Lily is 7 years cancer-free. It is official.
Her oncologist told us she is a survivor.
Did my daughter really survive a brain tumor? How bizarre.
I am in shock--not at her survival, but at her need to actually survive anything. She is a child; she is supposed to "survive" the first day of school and to "survive" summer camp and "survive" her spelling test. She is automatically by default and by natural design supposed to just grow up through childhood without actually having to survive childhood, because survival is an abstract, exaggerated term reserved for silly life challenges, reality TV and, when used in its very real, dramatic meaning, it is for adult hostages and fire fighters and soldiers.
Children don't need to survive. Children just do.
Or more truly, they should. For 7 years we've been residents in shock. It is a weird place to inhabit--the place where your child survived cancer, but you are still in shock at all of it--shocked by the diagnosis, shocked by the survival, shocked that others are still being diagnosed. It is a place of joy--Lily is alive! It is a place of fear--what if it comes back! It is a place of fighting--She will walk and thrive and survive. It is a place of sorrow--children are dying everyday.
It is not a place where anything is clear. It is all a little fuzzy, framed by a protective layer of shock.
It is the feeling that numbs me and keeps me getting dressed each day; it is the sensation that keeps me feeling separate from the outside world, as if there is an electrified force field that shocks me to take three steps back. It is the the invisible rope that pulls me away from psychotic oblivion, when I get too close to falling in. It is the feeling that brain tumors in babies must be a mistake, must be somehow not-quite-real, driving me to work until my fingers are numb and my voice is hoarse to erase the knowledge of it all, because there is no possible way that God would allow any of this to part of his plan.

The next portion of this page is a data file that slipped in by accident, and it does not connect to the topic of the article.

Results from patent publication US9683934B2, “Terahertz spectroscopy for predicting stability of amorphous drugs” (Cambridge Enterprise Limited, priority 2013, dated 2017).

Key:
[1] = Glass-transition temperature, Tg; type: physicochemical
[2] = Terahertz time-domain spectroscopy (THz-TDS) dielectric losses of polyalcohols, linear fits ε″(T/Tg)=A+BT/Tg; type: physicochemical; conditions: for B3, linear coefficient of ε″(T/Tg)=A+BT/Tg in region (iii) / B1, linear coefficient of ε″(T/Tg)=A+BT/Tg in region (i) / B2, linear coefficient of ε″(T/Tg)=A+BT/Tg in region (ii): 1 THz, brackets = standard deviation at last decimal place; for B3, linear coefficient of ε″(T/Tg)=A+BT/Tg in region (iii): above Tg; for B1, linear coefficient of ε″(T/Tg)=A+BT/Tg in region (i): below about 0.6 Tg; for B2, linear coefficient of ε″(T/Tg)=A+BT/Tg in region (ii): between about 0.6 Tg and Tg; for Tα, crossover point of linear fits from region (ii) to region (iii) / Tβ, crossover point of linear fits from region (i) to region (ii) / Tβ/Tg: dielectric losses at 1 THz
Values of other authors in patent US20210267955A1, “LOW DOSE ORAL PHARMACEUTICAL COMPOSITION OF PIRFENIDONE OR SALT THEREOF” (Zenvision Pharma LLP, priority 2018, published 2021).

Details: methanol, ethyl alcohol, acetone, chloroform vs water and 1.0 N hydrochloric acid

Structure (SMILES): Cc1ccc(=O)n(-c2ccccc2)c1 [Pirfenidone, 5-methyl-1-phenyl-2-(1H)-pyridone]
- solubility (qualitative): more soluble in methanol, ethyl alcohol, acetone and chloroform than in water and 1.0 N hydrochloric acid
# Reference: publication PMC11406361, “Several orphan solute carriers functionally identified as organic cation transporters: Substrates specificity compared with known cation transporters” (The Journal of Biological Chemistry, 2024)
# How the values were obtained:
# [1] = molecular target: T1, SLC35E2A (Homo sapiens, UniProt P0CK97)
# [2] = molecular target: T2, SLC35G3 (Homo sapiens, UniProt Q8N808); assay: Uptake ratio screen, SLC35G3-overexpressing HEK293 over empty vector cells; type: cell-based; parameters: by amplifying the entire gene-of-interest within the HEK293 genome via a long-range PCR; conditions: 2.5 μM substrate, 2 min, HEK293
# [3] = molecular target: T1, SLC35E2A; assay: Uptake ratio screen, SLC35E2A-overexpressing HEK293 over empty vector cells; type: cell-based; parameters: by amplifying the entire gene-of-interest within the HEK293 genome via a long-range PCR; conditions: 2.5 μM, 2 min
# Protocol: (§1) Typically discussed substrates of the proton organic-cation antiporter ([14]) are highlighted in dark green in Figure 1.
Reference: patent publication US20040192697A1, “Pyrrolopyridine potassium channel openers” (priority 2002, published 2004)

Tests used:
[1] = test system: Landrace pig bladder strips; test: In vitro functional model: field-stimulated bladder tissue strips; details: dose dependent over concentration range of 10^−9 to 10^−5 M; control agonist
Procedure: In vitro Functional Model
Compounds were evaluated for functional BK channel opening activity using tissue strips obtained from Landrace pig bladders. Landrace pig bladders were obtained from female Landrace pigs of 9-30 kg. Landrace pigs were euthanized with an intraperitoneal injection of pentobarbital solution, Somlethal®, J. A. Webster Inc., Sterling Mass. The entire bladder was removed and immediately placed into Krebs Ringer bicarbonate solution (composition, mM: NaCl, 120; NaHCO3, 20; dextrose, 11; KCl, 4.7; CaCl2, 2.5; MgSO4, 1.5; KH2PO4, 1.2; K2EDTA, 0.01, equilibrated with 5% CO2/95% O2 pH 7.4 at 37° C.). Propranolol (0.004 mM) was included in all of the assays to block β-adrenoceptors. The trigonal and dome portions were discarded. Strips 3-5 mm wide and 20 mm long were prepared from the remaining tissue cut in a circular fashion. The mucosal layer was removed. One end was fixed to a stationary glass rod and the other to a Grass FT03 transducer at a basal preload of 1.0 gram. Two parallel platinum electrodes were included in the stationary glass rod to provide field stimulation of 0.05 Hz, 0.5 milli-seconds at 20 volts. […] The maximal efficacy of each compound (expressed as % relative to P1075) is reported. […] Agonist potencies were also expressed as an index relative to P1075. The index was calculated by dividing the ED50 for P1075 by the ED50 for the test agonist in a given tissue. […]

It is the shock that I lived to tell the story and the shock that Lily will live to tell her own.
Shock is the place I inhabit everyday--a place where joy and sorrow exist; but before I feel either too fully, the shock jolts me back to the even point to protect me. It is the weakness that threatens to break through the shock. Whenever I am just on that pinpoint of breaking down, of really analyzing and digesting everything that has happened, my old pal shock knocks on the door and soothes me.
It is shock that drove me on autopilot seven years ago to follow treatment protocols and search for physical therapy, because that is what I had to do. Shock wraps me up in a warm blanket, asks me to stop trying to understand it all and to stop thinking and just to do it all until I beyond weary, only to do it again and again.
The truth is, I don't ever want the shock to wear off. I don't want to feel the full weight of what happened and what is happening out there. I don't want to know. I don't want any of it. I'll drink my shock with a side of joy and a dash of anger. I'll take my shock straight up. I'll live in shock for as long as humanly possible, because to really live in the world where children get brain tumors and have to struggle to survive requires the kind of strength I simply do not wish to possess.
Tonight, as I know I will thank God because he has blessed my child. I will celebrate, but not fully because I am shocked that I have to celebrate. I will sit and be still, cradled by the misunderstanding of it all, knowing that maybe one day I will be strong enough to understand and understanding that maybe I don't want to.